Friday, August 30, 2013

Hoi An: City of Sewing Machines

Sewing
Hoi An, Vietnam, is not a large town.  Roughly 30,000 people.  However, it has 600 tailors.  There were a lot of sewing machines; some ornate, some just industrial.
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It’s hard to walk around town much without getting invited into a multitude of tailors’ shops. We knew Hoi An was known for it’s tailoring, and Lana had a couple of pieces that she loved, but knew weren’t going to make it much further before they wore out after being worn and washed every five or six days.
Lana had a couple of pieces of clothing made, at two different tailors.  It was pretty hot in Hoi An, and we’d walked about 30 minutes into town, so we were quite warm when we arrived.  We knew it was part of the sales pitch when they brought us chilled water bottled and frozen towelettes, but we’re not above being wooed.  The perimeter of the store was lined with shelves of fabrics.
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Once Lana decided on the fabric she wanted, she was measured extensively, and questioned closely about exactly what she wanted.  Then we set up a time to come back for a trial fitting, to see if any adjustments were required.
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She had a skirt, a pair of pants, and three shirts made.  It took three fittings to get the shirt and pants below just right, but the others were right the first time.
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She really liked how they all came out, though the pants were a little more fitted and fancy then she had in mind for use on the trip.  She sent them home later, to save them for nicer occasions.  The two shirts above were patterned off of a shirt Lana had bought in Uruguay, and loved, but could tell it would not last forever.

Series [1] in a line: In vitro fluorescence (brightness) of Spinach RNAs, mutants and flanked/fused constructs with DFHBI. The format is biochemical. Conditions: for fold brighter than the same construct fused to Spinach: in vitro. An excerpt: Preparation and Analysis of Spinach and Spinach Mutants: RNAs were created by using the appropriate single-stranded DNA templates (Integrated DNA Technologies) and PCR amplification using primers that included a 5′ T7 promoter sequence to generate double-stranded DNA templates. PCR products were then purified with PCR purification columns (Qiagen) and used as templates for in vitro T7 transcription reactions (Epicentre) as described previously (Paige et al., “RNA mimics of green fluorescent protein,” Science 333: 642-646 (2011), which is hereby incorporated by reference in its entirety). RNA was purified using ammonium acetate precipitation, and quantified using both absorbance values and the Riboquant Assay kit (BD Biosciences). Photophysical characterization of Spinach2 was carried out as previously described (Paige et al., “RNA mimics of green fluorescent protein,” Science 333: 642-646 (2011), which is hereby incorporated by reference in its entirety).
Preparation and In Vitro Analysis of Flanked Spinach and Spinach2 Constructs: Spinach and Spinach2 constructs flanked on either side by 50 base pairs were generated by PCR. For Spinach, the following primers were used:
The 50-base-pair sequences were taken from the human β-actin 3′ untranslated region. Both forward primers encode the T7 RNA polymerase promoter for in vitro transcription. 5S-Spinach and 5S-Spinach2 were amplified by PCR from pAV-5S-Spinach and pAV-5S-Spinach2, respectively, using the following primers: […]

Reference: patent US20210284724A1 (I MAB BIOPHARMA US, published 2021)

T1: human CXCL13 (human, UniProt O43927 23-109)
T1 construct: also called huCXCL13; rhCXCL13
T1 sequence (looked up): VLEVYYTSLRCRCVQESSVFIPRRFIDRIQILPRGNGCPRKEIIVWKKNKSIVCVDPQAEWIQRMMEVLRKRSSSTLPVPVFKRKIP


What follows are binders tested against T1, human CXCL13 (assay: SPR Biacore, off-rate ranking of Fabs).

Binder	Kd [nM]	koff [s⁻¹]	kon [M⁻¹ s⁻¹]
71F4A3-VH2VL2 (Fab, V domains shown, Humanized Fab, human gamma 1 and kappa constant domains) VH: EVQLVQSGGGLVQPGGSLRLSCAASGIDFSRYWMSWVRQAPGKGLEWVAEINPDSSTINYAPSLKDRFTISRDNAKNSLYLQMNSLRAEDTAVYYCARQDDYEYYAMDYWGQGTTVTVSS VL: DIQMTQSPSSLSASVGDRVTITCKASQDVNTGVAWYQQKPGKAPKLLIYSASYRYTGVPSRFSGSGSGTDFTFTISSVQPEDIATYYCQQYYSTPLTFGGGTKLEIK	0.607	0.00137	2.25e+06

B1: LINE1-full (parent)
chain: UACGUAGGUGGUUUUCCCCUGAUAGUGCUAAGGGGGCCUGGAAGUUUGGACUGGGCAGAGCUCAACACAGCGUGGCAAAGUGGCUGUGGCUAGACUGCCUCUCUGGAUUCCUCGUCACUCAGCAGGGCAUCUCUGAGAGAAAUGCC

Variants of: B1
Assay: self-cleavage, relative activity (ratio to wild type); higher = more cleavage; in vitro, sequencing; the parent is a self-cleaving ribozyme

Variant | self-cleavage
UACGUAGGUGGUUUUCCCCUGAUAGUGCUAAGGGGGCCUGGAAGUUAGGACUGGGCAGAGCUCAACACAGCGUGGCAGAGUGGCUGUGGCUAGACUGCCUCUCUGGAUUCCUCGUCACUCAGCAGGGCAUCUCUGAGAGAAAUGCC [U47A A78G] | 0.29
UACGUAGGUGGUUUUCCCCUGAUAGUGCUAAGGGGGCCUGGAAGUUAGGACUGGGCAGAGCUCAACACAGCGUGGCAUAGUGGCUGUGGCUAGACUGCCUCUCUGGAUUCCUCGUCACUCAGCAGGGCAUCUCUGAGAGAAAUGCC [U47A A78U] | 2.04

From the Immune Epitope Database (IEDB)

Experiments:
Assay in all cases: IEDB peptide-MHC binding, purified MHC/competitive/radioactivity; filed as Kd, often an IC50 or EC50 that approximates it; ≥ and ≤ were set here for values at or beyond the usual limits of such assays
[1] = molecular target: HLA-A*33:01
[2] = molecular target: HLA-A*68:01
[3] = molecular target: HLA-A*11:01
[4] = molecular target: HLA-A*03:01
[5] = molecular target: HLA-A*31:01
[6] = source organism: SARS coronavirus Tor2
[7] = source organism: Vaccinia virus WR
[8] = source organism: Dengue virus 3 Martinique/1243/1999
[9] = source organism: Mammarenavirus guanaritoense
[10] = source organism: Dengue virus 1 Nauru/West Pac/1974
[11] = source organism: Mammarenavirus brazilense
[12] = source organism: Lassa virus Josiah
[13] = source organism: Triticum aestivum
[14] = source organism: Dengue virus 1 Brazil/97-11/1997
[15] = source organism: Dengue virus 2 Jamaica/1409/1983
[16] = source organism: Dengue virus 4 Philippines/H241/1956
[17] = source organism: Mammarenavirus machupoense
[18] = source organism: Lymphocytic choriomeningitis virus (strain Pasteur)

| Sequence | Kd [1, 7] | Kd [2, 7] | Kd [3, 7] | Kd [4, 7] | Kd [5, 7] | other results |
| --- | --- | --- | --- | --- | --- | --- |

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The guy in the photo above was my tailor for the shirts. Every time we saw him he was wearing those pajamas and chain smoking. But everything he made for Lana turned out perfect on the first fitting. The pieces were admittedly loose fitting, but the seams were sturdy and the shirts lasted through the rest of the trip, including the five day period in Madagascar when we lost our luggage and Lana had to wash one of the shirts out each night and wear it the following day.
All in all it was a fun experience, and the tailors we went to were superb. We may have paid a bit more for the pieces, but it wasn’t terribly expensive (maybe $80 total for five custom made pieces) and knowing that these were clothes that had to wash and wear and travel long distances it made sense to spend a bit more. There were certainly cheaper places in town (with 600 tailors you get every price thrown at you) but we did some research before we set out and had some names to go by.  Everyone wants to make a suit for you, because of course that’s the most expensive piece. I wouldn’t necessarily recommend having a suit made, but I was very impressed with the construction of the pair of linen capris I had made. Even when the pieces needed to be altered, the alterations were quickly done, and hey were definitely interested in getting it right and making the customer happy.  I had heard stories about clothes being poorly made and falling apart in a couple of weeks, but that certainly wasn’t my experience. And all the clothes have a generous seam allowance which means they can be taken in or *ahem* let out depending on the amount of gelato one might have eaten over the last few months.
David managed to evade the many, many attempts to entice him into getting a shirt or pair of shorts made, but this resistance was mostly due to the shops not having anything in the way of technical fabrics to tempt him.